Remembering Jonathan

From the moment he was born, Jonathan was a very happy and energetic kid. He liked to get into everything, climb on top of things, and was fearless from a very young age. Jonathan always had strong passions. He loved building large structures with blocks and later transitioned into Lego sets. He easily constructed sets with over 4000 pieces and very quickly started to build his own custom Lego sets with tens of thousands of pieces. At one point, it was his dream to become a Lego Master Builder. There are currently only 40 such people in the entire world.

When Jonathan was 7 years old, I taught him how to play chess for the first time. I had over 15 years of experience at that time and considered myself an advanced player but I was shocked when he started to beat me within a few weeks! I immediately realized that he had a special talent for the game so I enrolled him in a local chess club and within a few months he started competing and winning several chess tournaments. He continued to play chess into his adulthood and continued to amaze us with his love and talent for the game.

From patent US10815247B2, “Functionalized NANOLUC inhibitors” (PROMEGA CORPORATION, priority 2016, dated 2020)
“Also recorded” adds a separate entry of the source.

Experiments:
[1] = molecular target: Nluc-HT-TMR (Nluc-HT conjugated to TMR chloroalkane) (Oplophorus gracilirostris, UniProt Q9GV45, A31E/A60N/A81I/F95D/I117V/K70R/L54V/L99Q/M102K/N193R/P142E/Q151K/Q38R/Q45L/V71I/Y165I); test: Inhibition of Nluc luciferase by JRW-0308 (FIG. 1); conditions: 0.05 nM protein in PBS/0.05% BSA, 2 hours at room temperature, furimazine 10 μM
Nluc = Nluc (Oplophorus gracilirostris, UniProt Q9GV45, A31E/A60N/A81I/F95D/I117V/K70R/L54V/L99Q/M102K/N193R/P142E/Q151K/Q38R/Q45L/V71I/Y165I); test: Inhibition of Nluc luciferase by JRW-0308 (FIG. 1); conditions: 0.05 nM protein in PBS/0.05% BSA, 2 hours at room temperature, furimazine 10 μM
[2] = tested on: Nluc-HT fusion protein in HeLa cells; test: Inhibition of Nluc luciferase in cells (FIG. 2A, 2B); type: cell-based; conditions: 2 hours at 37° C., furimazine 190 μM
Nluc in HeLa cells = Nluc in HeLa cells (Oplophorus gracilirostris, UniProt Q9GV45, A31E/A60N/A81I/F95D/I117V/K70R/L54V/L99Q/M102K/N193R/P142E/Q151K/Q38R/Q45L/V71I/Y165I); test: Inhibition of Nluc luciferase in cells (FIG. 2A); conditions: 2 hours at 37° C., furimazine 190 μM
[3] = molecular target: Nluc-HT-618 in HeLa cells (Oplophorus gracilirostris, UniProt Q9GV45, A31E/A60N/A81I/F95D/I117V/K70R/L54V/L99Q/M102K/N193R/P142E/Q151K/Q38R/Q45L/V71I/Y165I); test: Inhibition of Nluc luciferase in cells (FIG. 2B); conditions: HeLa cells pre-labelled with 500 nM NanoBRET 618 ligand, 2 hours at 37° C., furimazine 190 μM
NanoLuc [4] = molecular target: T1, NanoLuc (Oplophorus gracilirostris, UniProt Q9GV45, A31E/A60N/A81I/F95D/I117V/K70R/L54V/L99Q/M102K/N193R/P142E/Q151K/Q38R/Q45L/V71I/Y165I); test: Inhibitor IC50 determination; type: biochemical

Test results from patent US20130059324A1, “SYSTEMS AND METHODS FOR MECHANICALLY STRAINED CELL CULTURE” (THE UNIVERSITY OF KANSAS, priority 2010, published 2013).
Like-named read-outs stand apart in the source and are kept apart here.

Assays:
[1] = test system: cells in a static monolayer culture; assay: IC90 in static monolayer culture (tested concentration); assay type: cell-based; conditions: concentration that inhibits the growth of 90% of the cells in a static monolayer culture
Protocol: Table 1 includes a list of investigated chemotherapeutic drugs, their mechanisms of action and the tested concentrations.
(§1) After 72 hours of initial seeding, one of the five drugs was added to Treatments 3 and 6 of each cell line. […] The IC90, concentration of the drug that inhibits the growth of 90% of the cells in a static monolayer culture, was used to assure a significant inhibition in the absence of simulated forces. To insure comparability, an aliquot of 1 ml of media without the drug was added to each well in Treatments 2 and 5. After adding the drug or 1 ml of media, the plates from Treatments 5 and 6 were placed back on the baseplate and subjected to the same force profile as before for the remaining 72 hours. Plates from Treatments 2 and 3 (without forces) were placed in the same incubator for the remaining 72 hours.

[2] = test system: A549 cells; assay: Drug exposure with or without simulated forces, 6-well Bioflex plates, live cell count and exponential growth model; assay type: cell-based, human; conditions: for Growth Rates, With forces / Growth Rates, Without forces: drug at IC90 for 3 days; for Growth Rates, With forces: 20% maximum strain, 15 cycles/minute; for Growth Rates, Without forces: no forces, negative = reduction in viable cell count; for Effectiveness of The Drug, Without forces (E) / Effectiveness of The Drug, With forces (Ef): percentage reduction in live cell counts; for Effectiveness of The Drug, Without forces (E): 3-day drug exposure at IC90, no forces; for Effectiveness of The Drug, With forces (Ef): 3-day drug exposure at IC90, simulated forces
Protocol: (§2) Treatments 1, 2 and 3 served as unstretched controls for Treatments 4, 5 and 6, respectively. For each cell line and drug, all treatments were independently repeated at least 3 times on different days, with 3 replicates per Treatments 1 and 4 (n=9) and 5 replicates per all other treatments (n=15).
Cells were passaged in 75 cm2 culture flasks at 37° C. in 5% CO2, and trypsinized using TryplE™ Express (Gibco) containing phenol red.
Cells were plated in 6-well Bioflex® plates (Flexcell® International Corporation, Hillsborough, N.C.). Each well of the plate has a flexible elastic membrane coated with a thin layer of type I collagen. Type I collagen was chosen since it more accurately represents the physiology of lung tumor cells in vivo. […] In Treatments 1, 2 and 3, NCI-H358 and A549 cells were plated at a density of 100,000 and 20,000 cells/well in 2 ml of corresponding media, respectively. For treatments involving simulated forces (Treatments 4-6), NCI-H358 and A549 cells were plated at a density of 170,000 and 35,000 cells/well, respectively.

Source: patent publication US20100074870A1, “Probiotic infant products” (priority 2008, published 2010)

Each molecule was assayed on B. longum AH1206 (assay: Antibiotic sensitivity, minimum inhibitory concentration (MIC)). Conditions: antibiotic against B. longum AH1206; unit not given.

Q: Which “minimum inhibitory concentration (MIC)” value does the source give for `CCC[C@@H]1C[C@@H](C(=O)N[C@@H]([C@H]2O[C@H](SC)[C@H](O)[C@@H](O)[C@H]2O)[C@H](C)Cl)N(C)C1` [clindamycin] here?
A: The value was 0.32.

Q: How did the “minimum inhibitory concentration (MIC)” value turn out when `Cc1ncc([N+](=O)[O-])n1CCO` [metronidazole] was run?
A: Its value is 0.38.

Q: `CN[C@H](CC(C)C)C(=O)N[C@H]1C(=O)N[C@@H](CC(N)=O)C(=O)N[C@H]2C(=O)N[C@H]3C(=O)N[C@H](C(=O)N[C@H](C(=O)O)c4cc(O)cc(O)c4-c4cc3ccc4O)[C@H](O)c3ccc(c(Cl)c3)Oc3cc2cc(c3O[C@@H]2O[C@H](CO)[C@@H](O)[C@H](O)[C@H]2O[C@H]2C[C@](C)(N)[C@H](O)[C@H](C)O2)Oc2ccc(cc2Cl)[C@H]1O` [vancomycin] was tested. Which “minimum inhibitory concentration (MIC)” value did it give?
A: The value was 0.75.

In his early teens he got into swimming and soon joined a swim team where he competed or a regular basis in regional swim meets. He was particularly good with the breast stroke. When he turned 13 we all went to Israel to celebrate his Bar Mitzvah together. He worked so hard to learn Hebrew and did a wonderful job reading from the Torah at the Western Wall in Jerusalem, where the Temple once stood. We were all so proud of him! Later in life, when he turned 18, he joined me in triathlon races where we swam, cycled, and ran all in the same race. We had such a good time competing together.